4 Leading Indicators that Signal a Need for a System
We have another guest blogger on Direct Talk today - Dave Baldwin of Baldwin Management Consultants
I remember one of my early jobs in the 1990s, working for a telecom component manufacturer. I worked in a facility that quadrupled in size over a four-year period. On the heels of this aggressive expansion, the dot-com bubble collapsed, leading to mass layoffs. I remember looking at one row of brand new assembly robots. The lot of them had cost millions to build and customize, and they were never even taken out of the shrink wrap. I watched our plant go from boom to bust in a matter of months, and the same thing was happening all over the industry.
Years later, when I first made the decision to go into business for myself, I came to realize that the fundamental problems that cause businesses to fail are essentially the same, regardless of company size. Most of the time, people blame it on bad luck, the economy or other factors outside of their control. Sadly, most of the times I've seen businesses collapse, the situations were entirely preventable. It all boils down to one single factor: discipline. Many business owners are simply unwilling to do what must be done until it is too late, or until the cost is too high.
Over the years, I have learned to recognize some early warning signs that the situation may not be as rosy as it seems. I have found that successful business owners are the ones who pay attention to signs like these, and who take proactive action as soon as they pop up. The businesses that don't survive are the ones that bury their heads in the sand and hope for the best.
You're too busy to do any marketing.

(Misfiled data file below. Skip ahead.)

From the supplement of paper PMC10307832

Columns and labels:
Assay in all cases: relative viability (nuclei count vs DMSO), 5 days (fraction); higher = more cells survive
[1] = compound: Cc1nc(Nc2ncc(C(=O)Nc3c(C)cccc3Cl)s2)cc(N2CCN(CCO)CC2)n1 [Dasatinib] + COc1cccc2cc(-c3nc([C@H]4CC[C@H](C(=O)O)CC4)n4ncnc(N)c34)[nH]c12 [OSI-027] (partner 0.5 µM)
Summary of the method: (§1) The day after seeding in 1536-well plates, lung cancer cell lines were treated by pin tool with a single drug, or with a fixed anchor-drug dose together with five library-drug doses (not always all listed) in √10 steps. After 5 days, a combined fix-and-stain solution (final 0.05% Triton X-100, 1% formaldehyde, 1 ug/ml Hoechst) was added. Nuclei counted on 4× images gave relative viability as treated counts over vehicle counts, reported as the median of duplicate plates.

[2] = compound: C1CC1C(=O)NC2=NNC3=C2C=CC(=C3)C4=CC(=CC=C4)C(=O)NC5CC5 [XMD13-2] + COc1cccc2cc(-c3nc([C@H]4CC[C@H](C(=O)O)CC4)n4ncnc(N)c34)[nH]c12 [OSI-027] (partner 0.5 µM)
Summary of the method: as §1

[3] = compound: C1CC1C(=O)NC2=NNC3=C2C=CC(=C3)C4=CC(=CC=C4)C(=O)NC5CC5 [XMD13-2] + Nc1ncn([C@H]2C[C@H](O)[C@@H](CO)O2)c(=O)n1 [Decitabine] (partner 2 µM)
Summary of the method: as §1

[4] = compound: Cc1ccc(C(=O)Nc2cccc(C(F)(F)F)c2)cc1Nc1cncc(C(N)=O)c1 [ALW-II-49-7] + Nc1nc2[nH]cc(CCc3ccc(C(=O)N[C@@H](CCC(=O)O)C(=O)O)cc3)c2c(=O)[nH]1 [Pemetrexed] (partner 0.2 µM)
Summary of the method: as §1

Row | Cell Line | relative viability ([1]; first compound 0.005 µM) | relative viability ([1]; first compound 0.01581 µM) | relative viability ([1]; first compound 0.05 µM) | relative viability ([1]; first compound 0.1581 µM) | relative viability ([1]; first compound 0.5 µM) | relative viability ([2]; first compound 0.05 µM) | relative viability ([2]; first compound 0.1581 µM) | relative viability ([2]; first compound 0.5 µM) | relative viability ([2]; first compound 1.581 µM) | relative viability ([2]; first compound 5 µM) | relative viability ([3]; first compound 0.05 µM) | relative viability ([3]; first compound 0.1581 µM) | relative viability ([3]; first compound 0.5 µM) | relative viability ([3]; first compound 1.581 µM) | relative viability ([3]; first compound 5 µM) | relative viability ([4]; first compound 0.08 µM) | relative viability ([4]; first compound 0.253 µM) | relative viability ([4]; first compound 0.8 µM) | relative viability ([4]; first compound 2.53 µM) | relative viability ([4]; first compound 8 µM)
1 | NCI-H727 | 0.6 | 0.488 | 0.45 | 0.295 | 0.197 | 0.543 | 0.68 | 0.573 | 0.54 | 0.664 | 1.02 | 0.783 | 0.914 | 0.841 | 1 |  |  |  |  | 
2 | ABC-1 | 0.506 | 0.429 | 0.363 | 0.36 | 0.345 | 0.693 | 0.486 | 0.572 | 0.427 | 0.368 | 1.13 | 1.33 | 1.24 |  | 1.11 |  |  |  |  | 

Most businesses are guilty of this at one time or another, especially in the early years of development. Owners of successful business, though, feel uncomfortable when the company is not actively pursuing new opportunity. They are keenly aware that the clock is ticking and that no cash cow lasts forever. They’re always asking themselves one burning question: “What’s next on the horizon?”
Revenue is rising sharply...but cash flow isn't.
When times are good, people tend to be loose with the company's money, especially if it's not coming out of their own pockets. The temptation to throw money at problems is strong during the boom times, and a business can start to hemorrhage cash when this happens. It may also result from taking on projects a financial loss. This can make the numbers look great today, at the cost of draining the company's resources down the road.
Emergencies and fire drills are becoming the norm.
When everyone is running around like chickens with their heads cut off, a storm is brewing. Interruptions not only kill efficiency, but they often prevent people from getting their jobs done altogether. The root cause of this problem is usually a combination of many factors, but it generally stems from poor communication. In a disciplined work culture, people know a true emergency when they see one, and they respond rather than reacting.
The best people are getting burned out.
You may have heard the old saying: if you want to get something done, give it to a busy person. Applying this advice can lead to some unfortunate side effects. When one person does a disproportionate amount of the work, this fosters an atmosphere of tension and resentment. These key employees quit, and no one wants to take over their jobs. When a replacement is found, the new person is (surprisingly!) gone within a few months.
Most small business owners say that they want to put systems in place. Virtually all will agree that implementing a system is a great idea. Most, however, do not understand what it takes to fully implement a system and tend not to make a priority of it soon enough. I believe that this single factor can ultimately spell the difference between growing a business and running it into the ground.
If any of the above sounds familiar, ask yourself one question: what do you already know you need to do, that you’re not doing? And what single step can you take today to interrupt this pattern? It does not have to be anything big, and it probably shouldn’t be. Many times, the first and smallest step is the most impactful.
Discipline is not a unique gift, given only to the winners of a genetic lottery. It is the end product of putting the right combination of habits in place. Any business can create discipline, and it begins with the commitment of one individual.
Dave Baldwin is a Business Consultant who went off on his own, starting out as a marketing copywriter in 2007 after a decade in the technical field. Since then, he has worked with businesses in a variety of industries, predominantly in the area of marketing strategy. Dave lives in Raleigh, North Carolina.